Castle of the Knights Templar, Ponferrada

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The Castillo Templario de Ponferrada, or Castle of the Knights Templar, is a castle-fortress built by the Knights Templar. It is located in Ponferrada, a town in the Castile-Leon region of Northern Spain. If walking the Camino de Santiago, you should arrive in Ponferrada approximately nine to 10 days prior to walking into Santiago de Compostela.

 

Ponferrada was first settled in 1196 by Alfonso VIII in order to attack the neighbouring area of El Bierzo. Later, Alfonso IX expanded the town and in 1211 he gave the town to the Order of the Templar to help protect and defend the Way of St James. The Templars took over the pre-existing fortress and extended the castle for inhabitants and further protection. It is thought that the castle at Ponferrada was the Knights Templar’s head quarters for the region.

The Knights Templar existed for nearly two centuries during the Middle Ages and consisted of the most powerful western Christian military orders. The unit was endorsed by the Roman Catholic Church in 1129 and quickly grew in power with the most skilled fighters in the land. With growing amounts of donations and gifts following the Church’s support, they even set up a system of banking, gaining financial strength. The Templars gained a reputation of fierce warriors that protected the Church, as well as providing protection to European monarchs and nobles. At their peak, it is thought the group reached as many as 20,000 people.

The Knights Templar were disbanded in 1307 by Kind Philip IV of France due to growing mistrust of the organisation, as well as the Kings large financial debt to the group. It is thought that most members were arrested and tortured into giving false confessions, resulting in being burned at the stake. Mystery and speculation grew due to the swift disappearance of this immense and mighty group. Even now, many hold on to the belief that the Templars did not dissolve but went underground and continue to exist today.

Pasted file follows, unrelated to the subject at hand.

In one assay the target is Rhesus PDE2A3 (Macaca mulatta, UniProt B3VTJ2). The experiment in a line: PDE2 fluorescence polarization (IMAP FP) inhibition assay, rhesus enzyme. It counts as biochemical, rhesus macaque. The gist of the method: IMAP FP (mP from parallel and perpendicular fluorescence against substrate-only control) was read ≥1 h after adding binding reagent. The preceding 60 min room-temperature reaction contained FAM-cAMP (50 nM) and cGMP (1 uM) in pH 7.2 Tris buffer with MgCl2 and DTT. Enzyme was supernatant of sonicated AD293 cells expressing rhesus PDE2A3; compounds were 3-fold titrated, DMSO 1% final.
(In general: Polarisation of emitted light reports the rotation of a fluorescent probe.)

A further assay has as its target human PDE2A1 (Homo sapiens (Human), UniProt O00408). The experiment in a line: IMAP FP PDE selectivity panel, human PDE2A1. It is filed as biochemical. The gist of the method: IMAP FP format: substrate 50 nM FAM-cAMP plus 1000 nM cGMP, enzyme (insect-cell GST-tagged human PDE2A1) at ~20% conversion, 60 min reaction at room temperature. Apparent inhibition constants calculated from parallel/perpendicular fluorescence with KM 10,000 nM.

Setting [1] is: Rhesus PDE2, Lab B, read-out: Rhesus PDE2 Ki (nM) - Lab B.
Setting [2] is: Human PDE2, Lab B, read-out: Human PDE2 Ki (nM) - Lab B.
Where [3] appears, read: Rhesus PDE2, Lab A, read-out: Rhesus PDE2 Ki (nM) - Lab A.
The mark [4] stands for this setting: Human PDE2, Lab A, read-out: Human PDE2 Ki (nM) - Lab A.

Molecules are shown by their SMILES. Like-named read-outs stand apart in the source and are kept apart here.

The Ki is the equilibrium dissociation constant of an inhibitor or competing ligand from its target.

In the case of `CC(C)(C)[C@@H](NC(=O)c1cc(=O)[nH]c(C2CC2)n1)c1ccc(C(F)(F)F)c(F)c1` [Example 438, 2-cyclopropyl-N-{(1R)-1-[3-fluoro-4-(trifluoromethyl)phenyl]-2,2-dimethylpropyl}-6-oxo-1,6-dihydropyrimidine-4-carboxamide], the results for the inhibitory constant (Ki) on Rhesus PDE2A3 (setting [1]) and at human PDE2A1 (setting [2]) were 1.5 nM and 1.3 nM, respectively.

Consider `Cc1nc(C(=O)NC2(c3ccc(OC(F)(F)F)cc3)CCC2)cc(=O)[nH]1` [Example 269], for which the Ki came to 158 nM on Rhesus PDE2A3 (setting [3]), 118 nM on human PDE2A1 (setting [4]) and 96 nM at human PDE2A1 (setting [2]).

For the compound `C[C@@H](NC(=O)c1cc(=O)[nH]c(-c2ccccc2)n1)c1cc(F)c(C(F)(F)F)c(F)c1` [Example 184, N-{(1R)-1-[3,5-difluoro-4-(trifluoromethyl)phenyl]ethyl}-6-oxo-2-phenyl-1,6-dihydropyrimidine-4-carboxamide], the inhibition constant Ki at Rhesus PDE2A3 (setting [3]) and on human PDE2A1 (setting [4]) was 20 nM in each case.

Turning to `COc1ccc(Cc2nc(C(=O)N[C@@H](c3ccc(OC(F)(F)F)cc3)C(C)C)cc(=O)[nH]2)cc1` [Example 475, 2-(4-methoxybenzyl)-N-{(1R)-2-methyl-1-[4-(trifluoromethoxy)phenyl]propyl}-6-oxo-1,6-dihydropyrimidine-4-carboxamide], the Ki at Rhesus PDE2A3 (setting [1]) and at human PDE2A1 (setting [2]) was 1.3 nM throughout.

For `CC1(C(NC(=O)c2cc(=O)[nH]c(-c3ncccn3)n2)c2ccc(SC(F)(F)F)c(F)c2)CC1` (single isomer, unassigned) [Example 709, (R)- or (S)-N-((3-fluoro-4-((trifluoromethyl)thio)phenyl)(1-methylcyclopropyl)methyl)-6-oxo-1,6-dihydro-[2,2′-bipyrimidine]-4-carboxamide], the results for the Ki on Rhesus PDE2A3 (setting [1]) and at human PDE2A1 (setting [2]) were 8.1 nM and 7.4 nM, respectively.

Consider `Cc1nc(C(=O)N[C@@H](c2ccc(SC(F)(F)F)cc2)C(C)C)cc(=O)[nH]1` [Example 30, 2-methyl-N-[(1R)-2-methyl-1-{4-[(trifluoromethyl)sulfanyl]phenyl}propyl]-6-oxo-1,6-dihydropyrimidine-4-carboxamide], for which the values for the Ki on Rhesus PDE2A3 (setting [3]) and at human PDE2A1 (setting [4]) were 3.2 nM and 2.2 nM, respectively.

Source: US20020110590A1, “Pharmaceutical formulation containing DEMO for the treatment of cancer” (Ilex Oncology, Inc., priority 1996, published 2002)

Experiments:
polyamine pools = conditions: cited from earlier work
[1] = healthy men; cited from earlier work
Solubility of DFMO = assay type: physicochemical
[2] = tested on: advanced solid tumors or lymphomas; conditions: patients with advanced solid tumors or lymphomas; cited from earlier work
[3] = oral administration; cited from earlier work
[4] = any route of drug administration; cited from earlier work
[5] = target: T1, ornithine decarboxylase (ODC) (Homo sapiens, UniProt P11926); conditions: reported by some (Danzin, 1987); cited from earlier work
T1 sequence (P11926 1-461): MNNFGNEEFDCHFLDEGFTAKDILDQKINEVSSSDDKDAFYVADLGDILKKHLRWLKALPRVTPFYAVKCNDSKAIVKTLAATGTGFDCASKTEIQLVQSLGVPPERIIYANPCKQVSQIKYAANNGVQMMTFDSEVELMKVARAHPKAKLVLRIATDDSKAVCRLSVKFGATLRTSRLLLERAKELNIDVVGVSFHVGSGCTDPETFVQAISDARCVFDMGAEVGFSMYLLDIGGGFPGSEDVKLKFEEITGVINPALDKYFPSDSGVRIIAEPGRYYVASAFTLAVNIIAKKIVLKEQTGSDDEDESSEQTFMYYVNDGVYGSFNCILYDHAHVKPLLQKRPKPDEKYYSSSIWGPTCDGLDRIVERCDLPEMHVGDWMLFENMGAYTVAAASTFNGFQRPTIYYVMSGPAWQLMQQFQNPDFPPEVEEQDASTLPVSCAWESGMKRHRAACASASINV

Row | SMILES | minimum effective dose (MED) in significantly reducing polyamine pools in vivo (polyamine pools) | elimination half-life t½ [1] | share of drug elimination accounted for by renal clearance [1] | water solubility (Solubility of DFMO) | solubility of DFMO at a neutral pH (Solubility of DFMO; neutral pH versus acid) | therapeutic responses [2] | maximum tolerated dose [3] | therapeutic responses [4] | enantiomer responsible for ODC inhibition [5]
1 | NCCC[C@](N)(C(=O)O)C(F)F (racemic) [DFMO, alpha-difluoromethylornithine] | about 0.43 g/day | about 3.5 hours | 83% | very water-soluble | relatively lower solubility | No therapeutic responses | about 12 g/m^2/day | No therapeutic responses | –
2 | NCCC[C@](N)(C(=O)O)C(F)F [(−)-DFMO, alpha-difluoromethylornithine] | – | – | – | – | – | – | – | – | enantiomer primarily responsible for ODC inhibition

The Castle of Ponferrada covers an area of more than 8000 square meters. The castle had improvement works in the 15th and 16th century and in 1848, large stables were added to the property. It is suggested that the castle is connected by tunnels to Cornatel Castle, Carracedo Monastery and Monforte de Lemos Castle, which provided a hidden underground system for the Templars when caught under siege. King Fernando IV strangley gifted the castle to his butler once the Order of the Templars was dissolved.

The Castle of the Knights Templar is a fascinating historical sight that should be seen when walking the Camino de Santiago. There are only a few Templar Castles throughout Europe and each hold their own wave of mystery due to the Church’s intriging military order. Today the castle houses the Templars’ Library and the Ponferrade Investigation and Study Centre.

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